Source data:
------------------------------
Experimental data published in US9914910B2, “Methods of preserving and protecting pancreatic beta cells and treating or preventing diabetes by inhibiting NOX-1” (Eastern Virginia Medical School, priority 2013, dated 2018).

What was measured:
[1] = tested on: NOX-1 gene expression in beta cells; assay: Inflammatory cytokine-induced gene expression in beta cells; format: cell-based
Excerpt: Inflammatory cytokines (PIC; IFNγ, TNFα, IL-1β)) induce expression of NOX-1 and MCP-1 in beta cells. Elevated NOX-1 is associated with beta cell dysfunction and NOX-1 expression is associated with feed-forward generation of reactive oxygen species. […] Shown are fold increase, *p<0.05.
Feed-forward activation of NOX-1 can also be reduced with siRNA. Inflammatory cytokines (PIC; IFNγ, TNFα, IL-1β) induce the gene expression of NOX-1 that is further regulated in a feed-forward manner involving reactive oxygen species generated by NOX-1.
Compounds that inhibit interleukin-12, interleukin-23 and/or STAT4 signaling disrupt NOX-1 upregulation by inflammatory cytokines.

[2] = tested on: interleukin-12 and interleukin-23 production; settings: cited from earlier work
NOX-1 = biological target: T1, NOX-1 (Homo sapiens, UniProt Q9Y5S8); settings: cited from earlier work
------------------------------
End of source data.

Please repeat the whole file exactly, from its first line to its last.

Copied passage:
Experimental data published in US9914910B2, “Methods of preserving and protecting pancreatic beta cells and treating or preventing diabetes by inhibiting NOX-1” (Eastern Virginia Medical School, priority 2013, dated 2018).

What was measured:
[1] = tested on: NOX-1 gene expression in beta cells; assay: Inflammatory cytokine-induced gene expression in beta cells; format: cell-based
Excerpt: Inflammatory cytokines (PIC; IFNγ, TNFα, IL-1β)) induce expression of NOX-1 and MCP-1 in beta cells. Elevated NOX-1 is associated with beta cell dysfunction and NOX-1 expression is associated with feed-forward generation of reactive oxygen species. […] Shown are fold increase, *p<0.05.
Feed-forward activation of NOX-1 can also be reduced with siRNA. Inflammatory cytokines (PIC; IFNγ, TNFα, IL-1β) induce the gene expression of NOX-1 that is further regulated in a feed-forward manner involving reactive oxygen species generated by NOX-1.
Compounds that inhibit interleukin-12, interleukin-23 and/or STAT4 signaling disrupt NOX-1 upregulation by inflammatory cytokines.

[2] = tested on: interleukin-12 and interleukin-23 production; settings: cited from earlier work
NOX-1 = biological target: T1, NOX-1 (Homo sapiens, UniProt Q9Y5S8); settings: cited from earlier work